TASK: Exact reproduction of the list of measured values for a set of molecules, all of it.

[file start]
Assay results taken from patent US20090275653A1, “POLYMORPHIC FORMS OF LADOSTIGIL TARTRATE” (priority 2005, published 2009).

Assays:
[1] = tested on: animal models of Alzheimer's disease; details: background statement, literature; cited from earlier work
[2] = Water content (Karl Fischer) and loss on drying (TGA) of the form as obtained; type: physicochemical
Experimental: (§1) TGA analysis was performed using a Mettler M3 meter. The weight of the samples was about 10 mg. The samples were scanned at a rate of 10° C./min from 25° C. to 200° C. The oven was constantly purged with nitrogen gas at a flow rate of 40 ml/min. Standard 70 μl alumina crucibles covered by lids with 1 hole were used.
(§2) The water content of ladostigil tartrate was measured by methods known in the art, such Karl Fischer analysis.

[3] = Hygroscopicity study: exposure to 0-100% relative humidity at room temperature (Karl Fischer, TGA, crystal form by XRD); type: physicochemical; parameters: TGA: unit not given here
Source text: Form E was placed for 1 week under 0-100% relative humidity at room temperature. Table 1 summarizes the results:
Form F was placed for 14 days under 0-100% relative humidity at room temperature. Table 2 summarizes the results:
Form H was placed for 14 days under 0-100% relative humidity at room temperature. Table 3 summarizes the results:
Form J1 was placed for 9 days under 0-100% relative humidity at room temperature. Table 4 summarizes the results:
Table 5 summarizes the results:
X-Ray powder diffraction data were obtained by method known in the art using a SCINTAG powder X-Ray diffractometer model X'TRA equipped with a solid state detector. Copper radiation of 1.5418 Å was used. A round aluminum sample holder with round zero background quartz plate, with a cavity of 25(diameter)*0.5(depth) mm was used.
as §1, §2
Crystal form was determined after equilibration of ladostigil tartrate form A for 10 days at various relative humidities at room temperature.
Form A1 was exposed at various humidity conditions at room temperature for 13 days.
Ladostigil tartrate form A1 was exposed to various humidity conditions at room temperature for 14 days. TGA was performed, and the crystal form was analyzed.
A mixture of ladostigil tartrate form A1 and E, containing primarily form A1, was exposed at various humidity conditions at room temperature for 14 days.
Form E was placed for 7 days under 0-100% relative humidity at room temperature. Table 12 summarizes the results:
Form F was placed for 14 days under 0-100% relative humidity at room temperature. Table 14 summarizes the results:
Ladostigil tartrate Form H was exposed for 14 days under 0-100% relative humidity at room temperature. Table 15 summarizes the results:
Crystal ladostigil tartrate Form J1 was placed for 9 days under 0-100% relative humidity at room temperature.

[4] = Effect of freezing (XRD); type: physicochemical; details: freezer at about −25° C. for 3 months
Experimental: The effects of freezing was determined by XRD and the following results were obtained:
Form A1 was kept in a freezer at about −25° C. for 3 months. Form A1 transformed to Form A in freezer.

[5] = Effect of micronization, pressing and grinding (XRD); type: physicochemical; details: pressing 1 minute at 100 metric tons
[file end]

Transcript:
Assay results taken from patent US20090275653A1, “POLYMORPHIC FORMS OF LADOSTIGIL TARTRATE” (priority 2005, published 2009).

Assays:
[1] = tested on: animal models of Alzheimer's disease; details: background statement, literature; cited from earlier work
[2] = Water content (Karl Fischer) and loss on drying (TGA) of the form as obtained; type: physicochemical
Experimental: (§1) TGA analysis was performed using a Mettler M3 meter. The weight of the samples was about 10 mg. The samples were scanned at a rate of 10° C./min from 25° C. to 200° C. The oven was constantly purged with nitrogen gas at a flow rate of 40 ml/min. Standard 70 μl alumina crucibles covered by lids with 1 hole were used.
(§2) The water content of ladostigil tartrate was measured by methods known in the art, such Karl Fischer analysis.

[3] = Hygroscopicity study: exposure to 0-100% relative humidity at room temperature (Karl Fischer, TGA, crystal form by XRD); type: physicochemical; parameters: TGA: unit not given here
Source text: Form E was placed for 1 week under 0-100% relative humidity at room temperature. Table 1 summarizes the results:
Form F was placed for 14 days under 0-100% relative humidity at room temperature. Table 2 summarizes the results:
Form H was placed for 14 days under 0-100% relative humidity at room temperature. Table 3 summarizes the results:
Form J1 was placed for 9 days under 0-100% relative humidity at room temperature. Table 4 summarizes the results:
Table 5 summarizes the results:
X-Ray powder diffraction data were obtained by method known in the art using a SCINTAG powder X-Ray diffractometer model X'TRA equipped with a solid state detector. Copper radiation of 1.5418 Å was used. A round aluminum sample holder with round zero background quartz plate, with a cavity of 25(diameter)*0.5(depth) mm was used.
as §1, §2
Crystal form was determined after equilibration of ladostigil tartrate form A for 10 days at various relative humidities at room temperature.
Form A1 was exposed at various humidity conditions at room temperature for 13 days.
Ladostigil tartrate form A1 was exposed to various humidity conditions at room temperature for 14 days. TGA was performed, and the crystal form was analyzed.
A mixture of ladostigil tartrate form A1 and E, containing primarily form A1, was exposed at various humidity conditions at room temperature for 14 days.
Form E was placed for 7 days under 0-100% relative humidity at room temperature. Table 12 summarizes the results:
Form F was placed for 14 days under 0-100% relative humidity at room temperature. Table 14 summarizes the results:
Ladostigil tartrate Form H was exposed for 14 days under 0-100% relative humidity at room temperature. Table 15 summarizes the results:
Crystal ladostigil tartrate Form J1 was placed for 9 days under 0-100% relative humidity at room temperature.

[4] = Effect of freezing (XRD); type: physicochemical; details: freezer at about −25° C. for 3 months
Experimental: The effects of freezing was determined by XRD and the following results were obtained:
Form A1 was kept in a freezer at about −25° C. for 3 months. Form A1 transformed to Form A in freezer.

[5] = Effect of micronization, pressing and grinding (XRD); type: physicochemical; details: pressing 1 minute at 100 metric tons